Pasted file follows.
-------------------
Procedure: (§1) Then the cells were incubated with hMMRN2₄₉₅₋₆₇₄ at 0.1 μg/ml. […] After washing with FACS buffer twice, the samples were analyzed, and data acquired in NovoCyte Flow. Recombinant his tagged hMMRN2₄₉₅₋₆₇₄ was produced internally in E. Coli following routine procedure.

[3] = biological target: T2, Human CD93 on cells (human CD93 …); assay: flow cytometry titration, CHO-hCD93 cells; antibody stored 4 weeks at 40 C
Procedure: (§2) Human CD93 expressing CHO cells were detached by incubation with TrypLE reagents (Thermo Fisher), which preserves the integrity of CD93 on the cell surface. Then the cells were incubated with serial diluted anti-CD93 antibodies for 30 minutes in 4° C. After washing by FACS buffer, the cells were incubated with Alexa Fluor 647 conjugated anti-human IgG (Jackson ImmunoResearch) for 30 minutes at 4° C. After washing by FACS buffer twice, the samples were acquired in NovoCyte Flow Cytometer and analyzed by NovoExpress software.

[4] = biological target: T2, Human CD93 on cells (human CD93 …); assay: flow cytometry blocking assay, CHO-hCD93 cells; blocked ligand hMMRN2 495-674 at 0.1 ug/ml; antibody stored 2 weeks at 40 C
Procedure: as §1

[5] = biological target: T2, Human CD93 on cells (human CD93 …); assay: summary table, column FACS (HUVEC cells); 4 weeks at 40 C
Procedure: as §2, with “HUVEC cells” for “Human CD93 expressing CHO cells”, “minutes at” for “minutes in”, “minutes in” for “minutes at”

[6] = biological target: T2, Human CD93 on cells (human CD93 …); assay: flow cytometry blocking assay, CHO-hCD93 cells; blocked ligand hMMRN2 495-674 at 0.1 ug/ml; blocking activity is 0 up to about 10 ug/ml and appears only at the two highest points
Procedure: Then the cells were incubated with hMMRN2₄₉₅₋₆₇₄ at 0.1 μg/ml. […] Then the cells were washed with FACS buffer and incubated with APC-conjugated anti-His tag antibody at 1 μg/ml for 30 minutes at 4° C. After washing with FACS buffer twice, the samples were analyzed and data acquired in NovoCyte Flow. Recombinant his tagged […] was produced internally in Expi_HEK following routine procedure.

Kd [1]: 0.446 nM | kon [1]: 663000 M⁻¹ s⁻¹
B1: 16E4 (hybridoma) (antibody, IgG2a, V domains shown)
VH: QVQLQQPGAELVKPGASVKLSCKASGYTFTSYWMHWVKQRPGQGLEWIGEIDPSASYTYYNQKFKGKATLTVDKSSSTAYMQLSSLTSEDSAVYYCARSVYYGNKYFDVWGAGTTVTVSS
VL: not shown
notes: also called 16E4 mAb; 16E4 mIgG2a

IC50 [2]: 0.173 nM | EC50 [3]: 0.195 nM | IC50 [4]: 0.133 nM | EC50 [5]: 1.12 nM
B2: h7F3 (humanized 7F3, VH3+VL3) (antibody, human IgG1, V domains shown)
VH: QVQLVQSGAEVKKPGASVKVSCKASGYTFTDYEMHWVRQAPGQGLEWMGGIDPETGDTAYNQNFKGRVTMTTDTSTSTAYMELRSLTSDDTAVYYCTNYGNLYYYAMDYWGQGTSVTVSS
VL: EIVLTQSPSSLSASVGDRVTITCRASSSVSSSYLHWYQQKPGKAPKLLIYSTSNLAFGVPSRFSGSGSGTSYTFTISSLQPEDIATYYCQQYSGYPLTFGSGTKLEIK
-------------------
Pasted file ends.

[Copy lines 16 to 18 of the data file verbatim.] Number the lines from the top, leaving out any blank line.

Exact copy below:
B2: h7F3 (humanized 7F3, VH3+VL3) (antibody, human IgG1, V domains shown)
VH: QVQLVQSGAEVKKPGASVKVSCKASGYTFTDYEMHWVRQAPGQGLEWMGGIDPETGDTAYNQNFKGRVTMTTDTSTSTAYMELRSLTSDDTAVYYCTNYGNLYYYAMDYWGQGTSVTVSS
VL: EIVLTQSPSSLSASVGDRVTITCRASSSVSSSYLHWYQQKPGKAPKLLIYSTSNLAFGVPSRFSGSGSGTSYTFTISSLQPEDIATYYCQQYSGYPLTFGSGTKLEIK